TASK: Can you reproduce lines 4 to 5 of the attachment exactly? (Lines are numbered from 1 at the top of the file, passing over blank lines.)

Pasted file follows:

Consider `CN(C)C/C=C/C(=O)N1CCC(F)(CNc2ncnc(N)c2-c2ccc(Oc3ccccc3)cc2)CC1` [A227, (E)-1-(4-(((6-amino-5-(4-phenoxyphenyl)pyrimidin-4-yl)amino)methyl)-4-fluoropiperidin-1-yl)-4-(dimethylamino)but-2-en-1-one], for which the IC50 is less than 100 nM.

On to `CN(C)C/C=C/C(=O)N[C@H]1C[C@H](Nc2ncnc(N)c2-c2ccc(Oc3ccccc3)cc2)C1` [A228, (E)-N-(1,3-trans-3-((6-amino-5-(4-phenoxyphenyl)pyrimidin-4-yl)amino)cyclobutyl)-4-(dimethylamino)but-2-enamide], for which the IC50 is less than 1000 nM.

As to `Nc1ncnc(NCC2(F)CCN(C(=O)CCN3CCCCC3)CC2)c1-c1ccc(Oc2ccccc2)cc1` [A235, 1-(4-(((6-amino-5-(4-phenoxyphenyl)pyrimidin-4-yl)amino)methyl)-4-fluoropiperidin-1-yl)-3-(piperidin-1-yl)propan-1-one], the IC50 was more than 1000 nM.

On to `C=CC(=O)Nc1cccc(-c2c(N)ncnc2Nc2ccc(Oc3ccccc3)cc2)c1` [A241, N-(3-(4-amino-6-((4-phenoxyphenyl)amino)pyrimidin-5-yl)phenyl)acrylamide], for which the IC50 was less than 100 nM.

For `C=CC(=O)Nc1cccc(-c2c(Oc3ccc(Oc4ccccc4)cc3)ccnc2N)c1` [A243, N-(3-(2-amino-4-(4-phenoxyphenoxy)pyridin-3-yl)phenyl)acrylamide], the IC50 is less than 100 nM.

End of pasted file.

On to `C=CC(=O)Nc1cccc(-c2c(N)ncnc2Nc2ccc(Oc3ccccc3)cc2)c1` [A241, N-(3-(4-amino-6-((4-phenoxyphenyl)amino)pyrimidin-5-yl)phenyl)acrylamide], for which the IC50 was less than 100 nM.

For `C=CC(=O)Nc1cccc(-c2c(Oc3ccc(Oc4ccccc4)cc3)ccnc2N)c1` [A243, N-(3-(2-amino-4-(4-phenoxyphenoxy)pyridin-3-yl)phenyl)acrylamide], the IC50 is less than 100 nM.